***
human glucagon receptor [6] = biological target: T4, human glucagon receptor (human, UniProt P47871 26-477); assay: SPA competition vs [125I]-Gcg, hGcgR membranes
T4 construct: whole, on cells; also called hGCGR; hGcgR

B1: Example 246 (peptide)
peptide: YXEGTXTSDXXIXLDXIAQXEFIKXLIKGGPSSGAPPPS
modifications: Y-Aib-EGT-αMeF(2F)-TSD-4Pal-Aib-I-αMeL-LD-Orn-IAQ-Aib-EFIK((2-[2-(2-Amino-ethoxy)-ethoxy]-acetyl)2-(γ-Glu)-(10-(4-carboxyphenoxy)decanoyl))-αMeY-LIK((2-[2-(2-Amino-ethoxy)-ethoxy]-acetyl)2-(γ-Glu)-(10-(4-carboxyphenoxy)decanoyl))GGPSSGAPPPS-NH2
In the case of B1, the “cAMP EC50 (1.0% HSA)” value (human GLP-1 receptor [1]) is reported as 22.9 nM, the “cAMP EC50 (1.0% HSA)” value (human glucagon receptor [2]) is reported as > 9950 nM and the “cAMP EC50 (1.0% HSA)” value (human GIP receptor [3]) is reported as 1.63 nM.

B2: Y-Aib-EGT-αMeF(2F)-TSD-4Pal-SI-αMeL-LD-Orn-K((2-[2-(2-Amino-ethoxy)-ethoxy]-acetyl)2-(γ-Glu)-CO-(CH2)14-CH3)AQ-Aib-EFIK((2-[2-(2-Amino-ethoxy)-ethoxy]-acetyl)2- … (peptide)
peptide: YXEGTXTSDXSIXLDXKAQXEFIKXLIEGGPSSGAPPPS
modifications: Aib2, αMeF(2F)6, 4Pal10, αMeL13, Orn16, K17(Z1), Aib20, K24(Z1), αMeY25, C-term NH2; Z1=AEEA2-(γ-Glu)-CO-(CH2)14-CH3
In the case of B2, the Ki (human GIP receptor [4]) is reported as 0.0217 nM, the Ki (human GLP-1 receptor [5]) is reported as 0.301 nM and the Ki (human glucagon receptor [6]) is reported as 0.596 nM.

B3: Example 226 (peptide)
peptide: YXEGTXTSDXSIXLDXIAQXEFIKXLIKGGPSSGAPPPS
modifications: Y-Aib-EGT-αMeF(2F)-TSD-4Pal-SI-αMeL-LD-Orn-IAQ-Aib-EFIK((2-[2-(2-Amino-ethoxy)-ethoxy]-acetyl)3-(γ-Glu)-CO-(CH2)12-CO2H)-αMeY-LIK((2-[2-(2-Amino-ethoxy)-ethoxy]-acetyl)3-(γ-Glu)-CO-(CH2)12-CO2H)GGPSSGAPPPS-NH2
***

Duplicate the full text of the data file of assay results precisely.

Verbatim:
human glucagon receptor [6] = biological target: T4, human glucagon receptor (human, UniProt P47871 26-477); assay: SPA competition vs [125I]-Gcg, hGcgR membranes
T4 construct: whole, on cells; also called hGCGR; hGcgR

B1: Example 246 (peptide)
peptide: YXEGTXTSDXXIXLDXIAQXEFIKXLIKGGPSSGAPPPS
modifications: Y-Aib-EGT-αMeF(2F)-TSD-4Pal-Aib-I-αMeL-LD-Orn-IAQ-Aib-EFIK((2-[2-(2-Amino-ethoxy)-ethoxy]-acetyl)2-(γ-Glu)-(10-(4-carboxyphenoxy)decanoyl))-αMeY-LIK((2-[2-(2-Amino-ethoxy)-ethoxy]-acetyl)2-(γ-Glu)-(10-(4-carboxyphenoxy)decanoyl))GGPSSGAPPPS-NH2
In the case of B1, the “cAMP EC50 (1.0% HSA)” value (human GLP-1 receptor [1]) is reported as 22.9 nM, the “cAMP EC50 (1.0% HSA)” value (human glucagon receptor [2]) is reported as > 9950 nM and the “cAMP EC50 (1.0% HSA)” value (human GIP receptor [3]) is reported as 1.63 nM.

B2: Y-Aib-EGT-αMeF(2F)-TSD-4Pal-SI-αMeL-LD-Orn-K((2-[2-(2-Amino-ethoxy)-ethoxy]-acetyl)2-(γ-Glu)-CO-(CH2)14-CH3)AQ-Aib-EFIK((2-[2-(2-Amino-ethoxy)-ethoxy]-acetyl)2- … (peptide)
peptide: YXEGTXTSDXSIXLDXKAQXEFIKXLIEGGPSSGAPPPS
modifications: Aib2, αMeF(2F)6, 4Pal10, αMeL13, Orn16, K17(Z1), Aib20, K24(Z1), αMeY25, C-term NH2; Z1=AEEA2-(γ-Glu)-CO-(CH2)14-CH3
In the case of B2, the Ki (human GIP receptor [4]) is reported as 0.0217 nM, the Ki (human GLP-1 receptor [5]) is reported as 0.301 nM and the Ki (human glucagon receptor [6]) is reported as 0.596 nM.

B3: Example 226 (peptide)
peptide: YXEGTXTSDXSIXLDXIAQXEFIKXLIKGGPSSGAPPPS
modifications: Y-Aib-EGT-αMeF(2F)-TSD-4Pal-SI-αMeL-LD-Orn-IAQ-Aib-EFIK((2-[2-(2-Amino-ethoxy)-ethoxy]-acetyl)3-(γ-Glu)-CO-(CH2)12-CO2H)-αMeY-LIK((2-[2-(2-Amino-ethoxy)-ethoxy]-acetyl)3-(γ-Glu)-CO-(CH2)12-CO2H)GGPSSGAPPPS-NH2